treatment; and (4) whether the alleged symptoms are
consistent with the medical evidence.
Lingenfelter v. Astrue, 504 F.3d 1028, 1040 (9th
Cir. 2007). The ALJ in this case supported his credibility
determination with references to several of the above
noted Plaintiff testified that he stopped working not because
of his symptoms, but because his employer laid him off. Tr.
32. An ALJ may legitimately conclude a Plaintiff’s
limitations are not as severe as alleged when the Plaintiff
admits his employment ended for reasons unrelated to his
limitations and symptoms. See Bruton v. Massanari,
268 F.3d 824, 828 (9th Cir. 2001) (concluding ALJ did not err
in disregarding symptom testimony when evidence supported the
determination that claimant “left his job because he
was laid off, rather than because he was injured[.]”).
Here, Plaintiff alleged disability as of April 2007, the date
he testified his employer laid him off.
the ALJ noted that “the evidence of record shows that
his level of functioning was not as fully limiting as
alleged[.]” Tr. 32. The ALJ pointed out that although
Plaintiff alleged his vision presented difficulties in
filling out forms, he failed to follow up with a referral to
an ophthalmologist to rule out vision-caused headaches. Tr.
26. And although Plaintiff alleged hearing loss in his
disability forms, a neurologist found Plaintiff’s
hearing “intact to soft whisper” and an examining
physician found normal hearing bilaterally. Tr. 26. Although
Plaintiff claimed to suffer from debilitating migraine
headaches, he failed to follow through with medication for
migraines and failed to follow up with his neurologist. These
findings are supported by substantial evidence in the record.
October 2016 hearing, Plaintiff testified he suffers up to 15
migraines per month. Tr. 68. “Sometimes they last for 5
minutes; sometimes they last for three days, and I’ll
lose vision too. I’ll lose a big chunk of my vision,
where I can’t see.” Tr. 68. Although Plaintiff
told his neurologist in January of 2010 that he suffered
migraines for 20 years, Tr. 619, he waited nearly a year to
present for a follow up appointment, Tr. 727.
Plaintiff’s neurologist noted “He was to have
returned after a number of months, but failed to do
so.” Tr. 727. At that follow up, the neurologist stated
Plaintiff’s complaints of continuous headaches were
inconsistent with the fact that he used headache medications
“only several times per month.” Tr. 628. When
Plaintiff’s neurologist retired in June 2011, she
informed Plaintiff that one of her practice partners would
treat Plaintiff if the prescribed medication proved
ineffective. Tr. 638. Plaintiff next saw a neurologist nearly
four years later, when he complained of frequent headaches
with aura and a constant left frontal headache. Tr. 649. Four
months later, Plaintiff’s neurologist noted medication
was effective and instructed Plaintiff to return in one month
if need be. Tr. 653. Plaintiff never returned. The ALJ
reasonably concluded that although Plaintiff alleges severe
limitations from migraines, “the record reveals that he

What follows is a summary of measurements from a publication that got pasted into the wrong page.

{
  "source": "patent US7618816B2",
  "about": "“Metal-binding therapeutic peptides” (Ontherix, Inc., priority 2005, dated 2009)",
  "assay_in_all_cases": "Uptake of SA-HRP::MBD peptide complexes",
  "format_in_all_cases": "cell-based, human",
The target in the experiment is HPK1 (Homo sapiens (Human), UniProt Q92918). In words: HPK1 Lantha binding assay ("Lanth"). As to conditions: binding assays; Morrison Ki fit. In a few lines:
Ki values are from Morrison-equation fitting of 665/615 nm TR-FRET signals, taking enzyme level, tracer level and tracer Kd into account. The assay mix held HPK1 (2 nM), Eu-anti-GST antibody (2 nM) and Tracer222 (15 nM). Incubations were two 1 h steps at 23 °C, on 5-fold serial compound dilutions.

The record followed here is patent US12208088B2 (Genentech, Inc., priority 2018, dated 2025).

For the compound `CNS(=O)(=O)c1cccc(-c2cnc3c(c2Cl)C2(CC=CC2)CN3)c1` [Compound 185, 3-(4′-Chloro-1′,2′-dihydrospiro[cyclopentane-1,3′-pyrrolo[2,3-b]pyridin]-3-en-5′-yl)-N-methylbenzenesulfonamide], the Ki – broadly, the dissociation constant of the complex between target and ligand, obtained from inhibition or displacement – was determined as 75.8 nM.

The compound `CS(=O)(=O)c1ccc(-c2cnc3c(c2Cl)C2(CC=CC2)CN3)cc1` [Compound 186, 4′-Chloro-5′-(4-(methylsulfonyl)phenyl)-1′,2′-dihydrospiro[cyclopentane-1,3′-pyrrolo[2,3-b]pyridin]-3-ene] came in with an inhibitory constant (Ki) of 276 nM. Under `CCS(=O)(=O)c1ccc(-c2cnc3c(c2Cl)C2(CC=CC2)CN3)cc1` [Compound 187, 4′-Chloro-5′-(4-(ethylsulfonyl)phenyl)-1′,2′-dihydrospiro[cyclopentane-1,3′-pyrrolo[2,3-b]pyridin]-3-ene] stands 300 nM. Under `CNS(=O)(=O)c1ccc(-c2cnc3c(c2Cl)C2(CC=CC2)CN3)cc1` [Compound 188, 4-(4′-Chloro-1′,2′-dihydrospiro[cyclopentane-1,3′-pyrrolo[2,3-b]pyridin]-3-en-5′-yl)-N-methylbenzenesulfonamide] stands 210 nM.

has not been fully compliant with treatment recommendations
and that he has intermittent treatment with a
neurologist.” Tr. 32. An unexplained failure to follow
a prescribed course of treatment is a valid reason supporting
a finding that a Plaintiff is not fully credible as to the
extent of his limitations. Lingenfelter, 504 F.3d at
also noted inconsistencies between Plaintiff’s
statements about his limitations and the record. For example,
at the hearing, Plaintiff stated he suffered a shoulder
injury at work. Tr. 63. Plaintiff testified that after being
laid off, he did not search for other work because “My
shoulder was wrecked. I was trying to get surgery. . . . I
couldn’t move my arm. If I sneezed or coughed or
anything, it would just fall dead . . . and it was always
pins and needles in my [hand].” Tr. 64. Plaintiff
testified he was “in bad shape” at his last job,
and after being laid off, “I was laying in bed crying
most of the time.” Tr. 65. The ALJ noted that despite
alleging debilitating shoulder pain since at least April
2007, “he did not seek orthopedic treatment until
December 2009.” Tr. 32. And although Plaintiff claimed
never being released back to work following his August 2010
rotator cuff surgery, “the record reveals that he was
released to work in early November 2010, three months after
his surgery.” Tr. 32. These inconsistencies support the
ALJ’s finding that Plaintiff was not fully credible as
to his alleged limitations. Bruton, 268 F.3d at 828
(holding that leaving a job for reasons unrelated to
one’s alleged symptoms, waiting to seek treatment for
nine months after employment ended, and failure to seek
treatment despite allegations of severe pain constitute
specific and legitimate reasons for finding subjective
complaints not entirely credible).
did not err in utilizing “ordinary techniques of
credibility evaluation” in weighing the validity of
Plaintiff’s self-reported limitations. Ghanim,
763 F.3d at 1163; Lingenfelter, 504 F.3d at 1040.
Although Plaintiff argues another interpretation of the
record is reasonable, that is not a legitimate reason for
overturning the ALJ’s conclusions. See Gutierrez v.
Comm’r of Soc. Sec. Admin., 740 F.3d 519, 523 (9th
Cir. 2014) (“If the evidence can reasonably support
either affirming or reversing, ‘the reviewing court may
not substitute its judgment’ for that of the
Commissioner.”) (quoting Reddick v. Chater,
157 F.3d 715, 720-21 (9th Cir. 1996))). Because the ALJ
provided “specific, clear and convincing reasons”
for finding Plaintiff less-than credible regarding the extent
of his ...